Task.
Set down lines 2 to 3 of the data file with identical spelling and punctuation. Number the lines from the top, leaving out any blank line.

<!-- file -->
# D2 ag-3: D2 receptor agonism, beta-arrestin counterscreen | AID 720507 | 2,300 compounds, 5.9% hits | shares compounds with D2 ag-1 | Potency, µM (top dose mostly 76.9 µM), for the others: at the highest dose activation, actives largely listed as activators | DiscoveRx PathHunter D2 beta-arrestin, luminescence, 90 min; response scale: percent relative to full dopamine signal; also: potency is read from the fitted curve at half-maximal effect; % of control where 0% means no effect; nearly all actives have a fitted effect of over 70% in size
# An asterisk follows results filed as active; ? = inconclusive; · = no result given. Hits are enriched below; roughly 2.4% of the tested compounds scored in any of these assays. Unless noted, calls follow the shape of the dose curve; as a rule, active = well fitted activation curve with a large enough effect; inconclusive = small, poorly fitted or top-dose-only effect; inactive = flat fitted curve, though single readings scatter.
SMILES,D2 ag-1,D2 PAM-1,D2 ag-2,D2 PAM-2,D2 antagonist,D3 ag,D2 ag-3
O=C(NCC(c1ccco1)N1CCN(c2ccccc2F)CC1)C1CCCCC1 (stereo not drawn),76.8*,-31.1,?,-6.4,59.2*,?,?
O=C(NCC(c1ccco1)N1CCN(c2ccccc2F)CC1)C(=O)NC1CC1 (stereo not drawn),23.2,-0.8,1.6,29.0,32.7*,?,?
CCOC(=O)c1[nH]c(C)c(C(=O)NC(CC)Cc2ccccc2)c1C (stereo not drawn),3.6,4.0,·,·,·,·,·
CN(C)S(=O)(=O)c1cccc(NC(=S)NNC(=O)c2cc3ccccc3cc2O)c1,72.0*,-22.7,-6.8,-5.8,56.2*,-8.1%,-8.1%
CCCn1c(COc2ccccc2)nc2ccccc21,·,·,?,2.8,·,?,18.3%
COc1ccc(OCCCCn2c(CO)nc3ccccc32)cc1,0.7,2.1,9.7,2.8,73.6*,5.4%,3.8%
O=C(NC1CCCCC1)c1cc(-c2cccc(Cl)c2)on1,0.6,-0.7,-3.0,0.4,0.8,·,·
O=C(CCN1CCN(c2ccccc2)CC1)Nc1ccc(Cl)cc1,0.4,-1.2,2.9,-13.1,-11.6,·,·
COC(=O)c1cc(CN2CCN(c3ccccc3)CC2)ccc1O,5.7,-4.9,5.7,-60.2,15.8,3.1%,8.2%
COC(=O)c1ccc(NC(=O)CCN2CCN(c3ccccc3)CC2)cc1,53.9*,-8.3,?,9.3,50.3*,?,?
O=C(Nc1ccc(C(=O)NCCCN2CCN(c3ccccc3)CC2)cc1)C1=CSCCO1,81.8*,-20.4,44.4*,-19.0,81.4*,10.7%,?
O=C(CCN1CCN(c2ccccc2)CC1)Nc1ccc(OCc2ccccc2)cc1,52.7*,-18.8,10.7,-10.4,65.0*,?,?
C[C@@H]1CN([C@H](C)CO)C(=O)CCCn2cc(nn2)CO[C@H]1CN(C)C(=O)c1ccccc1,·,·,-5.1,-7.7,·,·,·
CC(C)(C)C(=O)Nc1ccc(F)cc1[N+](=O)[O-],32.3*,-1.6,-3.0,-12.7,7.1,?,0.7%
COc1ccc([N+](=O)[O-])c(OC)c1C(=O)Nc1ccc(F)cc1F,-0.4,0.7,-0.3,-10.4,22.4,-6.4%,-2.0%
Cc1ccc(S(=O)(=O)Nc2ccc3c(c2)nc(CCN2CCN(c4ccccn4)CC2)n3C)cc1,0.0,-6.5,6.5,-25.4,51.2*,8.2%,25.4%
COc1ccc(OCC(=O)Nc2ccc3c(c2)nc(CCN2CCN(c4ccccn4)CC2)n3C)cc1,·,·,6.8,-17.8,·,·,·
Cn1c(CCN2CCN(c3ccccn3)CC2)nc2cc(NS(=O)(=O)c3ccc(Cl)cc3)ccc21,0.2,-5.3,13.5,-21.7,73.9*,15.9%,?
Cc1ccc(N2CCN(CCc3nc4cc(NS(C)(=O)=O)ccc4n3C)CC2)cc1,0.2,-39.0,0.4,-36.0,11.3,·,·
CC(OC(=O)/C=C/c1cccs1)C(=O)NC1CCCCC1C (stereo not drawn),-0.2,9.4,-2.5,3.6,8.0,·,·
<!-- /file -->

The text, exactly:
# An asterisk follows results filed as active; ? = inconclusive; · = no result given. Hits are enriched below; roughly 2.4% of the tested compounds scored in any of these assays. Unless noted, calls follow the shape of the dose curve; as a rule, active = well fitted activation curve with a large enough effect; inconclusive = small, poorly fitted or top-dose-only effect; inactive = flat fitted curve, though single readings scatter.
SMILES,D2 ag-1,D2 PAM-1,D2 ag-2,D2 PAM-2,D2 antagonist,D3 ag,D2 ag-3